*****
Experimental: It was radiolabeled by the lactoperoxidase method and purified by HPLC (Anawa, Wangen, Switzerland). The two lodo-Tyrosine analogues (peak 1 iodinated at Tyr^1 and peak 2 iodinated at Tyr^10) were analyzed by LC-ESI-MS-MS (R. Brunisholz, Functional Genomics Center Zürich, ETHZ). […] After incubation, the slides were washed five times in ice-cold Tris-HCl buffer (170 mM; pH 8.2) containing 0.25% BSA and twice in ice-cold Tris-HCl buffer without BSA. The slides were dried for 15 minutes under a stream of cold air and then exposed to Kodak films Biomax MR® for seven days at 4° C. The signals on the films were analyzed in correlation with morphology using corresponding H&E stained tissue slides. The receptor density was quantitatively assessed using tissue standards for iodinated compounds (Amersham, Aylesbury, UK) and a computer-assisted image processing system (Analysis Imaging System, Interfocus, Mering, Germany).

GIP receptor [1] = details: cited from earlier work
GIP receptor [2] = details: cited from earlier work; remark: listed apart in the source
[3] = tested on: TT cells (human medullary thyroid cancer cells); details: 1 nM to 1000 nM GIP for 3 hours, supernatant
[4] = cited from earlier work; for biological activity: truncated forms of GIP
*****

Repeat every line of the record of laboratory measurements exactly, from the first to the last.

Experimental: It was radiolabeled by the lactoperoxidase method and purified by HPLC (Anawa, Wangen, Switzerland). The two lodo-Tyrosine analogues (peak 1 iodinated at Tyr^1 and peak 2 iodinated at Tyr^10) were analyzed by LC-ESI-MS-MS (R. Brunisholz, Functional Genomics Center Zürich, ETHZ). […] After incubation, the slides were washed five times in ice-cold Tris-HCl buffer (170 mM; pH 8.2) containing 0.25% BSA and twice in ice-cold Tris-HCl buffer without BSA. The slides were dried for 15 minutes under a stream of cold air and then exposed to Kodak films Biomax MR® for seven days at 4° C. The signals on the films were analyzed in correlation with morphology using corresponding H&E stained tissue slides. The receptor density was quantitatively assessed using tissue standards for iodinated compounds (Amersham, Aylesbury, UK) and a computer-assisted image processing system (Analysis Imaging System, Interfocus, Mering, Germany).

GIP receptor [1] = details: cited from earlier work
GIP receptor [2] = details: cited from earlier work; remark: listed apart in the source
[3] = tested on: TT cells (human medullary thyroid cancer cells); details: 1 nM to 1000 nM GIP for 3 hours, supernatant
[4] = cited from earlier work; for biological activity: truncated forms of GIP